Nrama: Is the Batgirl: Zero Year story at all attached to Bruce Wayne and/or Batman? Can you reveal any other characters we might see in the issue?
Bennett: Bruce Wayne does not appear in the issue, though I hope you won’t hold that against me. I felt it would’ve undermined Barbara and Bruce’s relationship to try and shoehorn in a previous encounter that attempted to trump their first meeting and the earlier days of their friendship (father-daughtership? mentor-studenship? vigilante-heirship? don’t be silly, vigilantes can’t be airships, ha ha ha. Sorry).
Jim Gordon and James Jr. do appear, but truly, I wanted Barbara alone, thrust into a world at crisis, and too young, perhaps, to handle it. That age is such a peculiar one. You’re old enough to read Orwell but you’re young enough to watch Saturday morning cartoons. You’re allowed to operate a 2,000lb+ motorized vehicle, but you’d eat Froot Loops for dinner every night if someone let you. You’ve got enough drive and energy and optimism to change the world — if only you could get out of bed before noon on a Sunday. I wanted the conflict of a girl forced to rise up to tasks beyond her ability, to find — well, you’ll see what she finds.
Nrama: You and I have now gotten to talk about a few different issues you're doing for DC. Now that Batman Annual #2 has come out, do you think it gives a good preview of what we'll see in Lobo and Batgirl: Zero Year?
Bennett: I really hope you liked the Batman Annual #2. I was a bundle of nerves the day it came out — James Tynion IV is such a tremendous person and took me and a few friends out to Thai food in celebration in NYC that night. (Scott was there in spirit and called just after midnight, because he’s darling.) We wound up in Hell’s Kitchen in a bar called Perdition and nerded the hell out ‘til two in the morning. (Additionally, James is wonderful and you should be very kind to him whenever you see him. He also is a goddamned beast at bar trivia and deserves far more love from Twitter.)
To the work itself, I do feel that it is a fair representation of my style in my sense of identifying with a villain and attempting to envision the construction of the entire story around a single, vital climax. In the Annual, I designed a story around the concept of a cage, and so Wes carved out tense, hard, dark, claustrophobic art. The panels became narrow and tight—every way we twisted, the cage got smaller—the more we struggled, the tighter and more agonizing the cage became. Within the confines of the bars, the caged creature becomes corrupt, rotting before its own eyes with atrophy and obsession. Function dictated form.
With Lobo #1 and Batgirl #25, I have a much different atmosphere in store. (Spoilers, sweetie.)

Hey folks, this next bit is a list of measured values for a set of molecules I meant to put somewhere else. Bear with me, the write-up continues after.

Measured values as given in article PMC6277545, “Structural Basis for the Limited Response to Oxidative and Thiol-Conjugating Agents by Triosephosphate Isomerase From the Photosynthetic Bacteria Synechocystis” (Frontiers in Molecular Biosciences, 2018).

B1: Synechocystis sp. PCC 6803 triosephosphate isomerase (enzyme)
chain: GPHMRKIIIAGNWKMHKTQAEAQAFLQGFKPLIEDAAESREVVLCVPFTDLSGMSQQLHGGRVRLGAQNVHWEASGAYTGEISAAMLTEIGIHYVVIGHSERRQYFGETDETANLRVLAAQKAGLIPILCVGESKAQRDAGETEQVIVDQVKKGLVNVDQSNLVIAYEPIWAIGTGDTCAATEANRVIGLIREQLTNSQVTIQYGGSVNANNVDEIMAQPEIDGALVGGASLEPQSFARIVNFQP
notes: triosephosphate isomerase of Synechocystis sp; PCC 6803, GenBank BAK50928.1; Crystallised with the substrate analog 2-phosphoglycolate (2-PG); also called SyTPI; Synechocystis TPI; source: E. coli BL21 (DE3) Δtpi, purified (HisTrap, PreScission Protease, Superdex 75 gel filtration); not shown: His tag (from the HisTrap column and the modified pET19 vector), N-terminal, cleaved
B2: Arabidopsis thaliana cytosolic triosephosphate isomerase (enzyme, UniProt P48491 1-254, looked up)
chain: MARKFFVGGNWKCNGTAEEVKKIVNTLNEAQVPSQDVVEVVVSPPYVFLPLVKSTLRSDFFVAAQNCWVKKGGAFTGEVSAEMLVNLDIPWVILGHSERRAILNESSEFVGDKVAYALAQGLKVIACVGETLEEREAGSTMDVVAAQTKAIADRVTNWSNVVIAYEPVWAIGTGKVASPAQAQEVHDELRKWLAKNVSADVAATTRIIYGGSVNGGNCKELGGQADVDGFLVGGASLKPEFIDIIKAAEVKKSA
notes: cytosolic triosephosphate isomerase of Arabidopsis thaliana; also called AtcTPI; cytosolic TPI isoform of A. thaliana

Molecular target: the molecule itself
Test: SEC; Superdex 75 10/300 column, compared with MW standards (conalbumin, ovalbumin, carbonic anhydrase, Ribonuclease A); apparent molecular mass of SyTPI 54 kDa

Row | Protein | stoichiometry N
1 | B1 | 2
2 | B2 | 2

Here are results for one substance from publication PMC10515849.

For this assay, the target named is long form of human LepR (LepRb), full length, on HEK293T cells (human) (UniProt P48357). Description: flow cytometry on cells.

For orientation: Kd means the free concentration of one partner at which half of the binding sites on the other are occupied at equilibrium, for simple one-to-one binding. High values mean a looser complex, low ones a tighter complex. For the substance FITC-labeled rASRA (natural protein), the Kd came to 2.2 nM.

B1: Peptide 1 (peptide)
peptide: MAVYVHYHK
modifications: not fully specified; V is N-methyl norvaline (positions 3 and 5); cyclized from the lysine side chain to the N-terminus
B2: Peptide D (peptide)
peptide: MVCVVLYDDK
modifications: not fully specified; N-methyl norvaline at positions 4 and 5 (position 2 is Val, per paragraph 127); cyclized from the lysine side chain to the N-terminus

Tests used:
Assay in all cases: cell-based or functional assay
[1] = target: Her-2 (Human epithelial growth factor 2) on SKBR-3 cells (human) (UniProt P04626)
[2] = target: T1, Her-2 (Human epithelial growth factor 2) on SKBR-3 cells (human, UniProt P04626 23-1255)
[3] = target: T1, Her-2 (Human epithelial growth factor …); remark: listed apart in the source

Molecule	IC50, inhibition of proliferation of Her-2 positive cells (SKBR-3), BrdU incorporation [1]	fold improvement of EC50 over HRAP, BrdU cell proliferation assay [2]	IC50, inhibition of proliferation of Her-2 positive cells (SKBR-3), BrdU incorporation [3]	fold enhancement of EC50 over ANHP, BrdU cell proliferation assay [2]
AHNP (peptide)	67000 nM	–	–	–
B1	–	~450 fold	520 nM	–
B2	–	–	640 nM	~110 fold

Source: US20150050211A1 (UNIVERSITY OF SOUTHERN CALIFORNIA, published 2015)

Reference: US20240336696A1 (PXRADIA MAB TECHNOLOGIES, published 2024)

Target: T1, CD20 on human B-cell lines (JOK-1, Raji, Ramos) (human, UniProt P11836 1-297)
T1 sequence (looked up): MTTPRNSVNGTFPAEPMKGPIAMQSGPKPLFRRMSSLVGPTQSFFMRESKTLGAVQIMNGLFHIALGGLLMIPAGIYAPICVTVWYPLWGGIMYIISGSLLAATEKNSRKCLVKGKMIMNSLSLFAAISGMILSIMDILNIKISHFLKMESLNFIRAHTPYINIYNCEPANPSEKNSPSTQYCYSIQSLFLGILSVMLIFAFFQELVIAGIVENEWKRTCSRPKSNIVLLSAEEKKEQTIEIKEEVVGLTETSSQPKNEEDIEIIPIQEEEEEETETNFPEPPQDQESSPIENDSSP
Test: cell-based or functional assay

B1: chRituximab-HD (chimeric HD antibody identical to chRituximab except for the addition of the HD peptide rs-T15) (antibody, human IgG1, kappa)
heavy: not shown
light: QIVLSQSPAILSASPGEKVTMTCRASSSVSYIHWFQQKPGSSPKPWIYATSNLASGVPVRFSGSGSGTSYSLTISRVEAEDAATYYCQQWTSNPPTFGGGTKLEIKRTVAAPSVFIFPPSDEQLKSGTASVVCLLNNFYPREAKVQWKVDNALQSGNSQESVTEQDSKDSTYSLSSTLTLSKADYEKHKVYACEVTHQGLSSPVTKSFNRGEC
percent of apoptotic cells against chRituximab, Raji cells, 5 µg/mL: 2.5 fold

Nrama: Ah yes, let's avoid those nasty spoilers. So let's see... we know about the three issues you're doing for DC so far: the already released Batman Annual #2 (with Scott), Lobo (in September) and now the Batgirl: Zero Year issue. We also know you graduated recently, so there's that option for full-time work ahead. So... is there anything else you're working on? Anything we'll be seeing soon, or is there a novel in the works that won't be released for awhile?
Bennett: I have three announced projects through DC right now, though there are a few other things traipsing ‘round the corner that I hope you’ll be amendable to reading in a few months. I’m afraid I mayn’t go into the specifics at the moment, but I’m terribly excited and nervous about them!
I have a novel that is looking for a good agent or publisher at the moment (it’s been spayed and has all its shots), as well as a book of short stories (housebroken, but not good with children). Right now, I’m filled with the panicking existential terror of the newly graduated in the fearsome world of publishing. I’m turning out pages faster than I know what to do with them, which means, unfortunately, that I dedicate more time to writing than to locating a sensible agent who would know what to do with said books. Cross your fingers for me, agent-wise. My stories are lyrical and frightening and would love to meet you on day.
Nrama: Then to finish up, is there anything else you want to tell fans about your Batgirl: Zero Year story?
I suppose I’d like to tell you this: I know I’m young and I know I’m new, but so is Barbara in Zero Year. Forgive me for not being Gail Simone or Chuck Dixon or Kelley Puckett or Scott Beatty or Bryan Miller. Forgive me for not being Alan Moore, even. But I could only be a pale and trembling imitation of them, if I tried. They taught me to love the characters who wore the mask of Batgirl. What I offer is different, but for my little part, and this one issue, I hope it moves you.
I drew off of my and my family’s experiences, between a childhood of floods and hurricanes in Virginia and an adulthood of post-Sandy crises in New York. (As a bonus, come November, I’ll tell you which panels of #25 actually happened to my friends and me.)
Also, there will be zeppelins.
For those interested in reading more of what Bennett calls her "inanity," she's accessible to fans online at @EvilMarguerite on Twitter.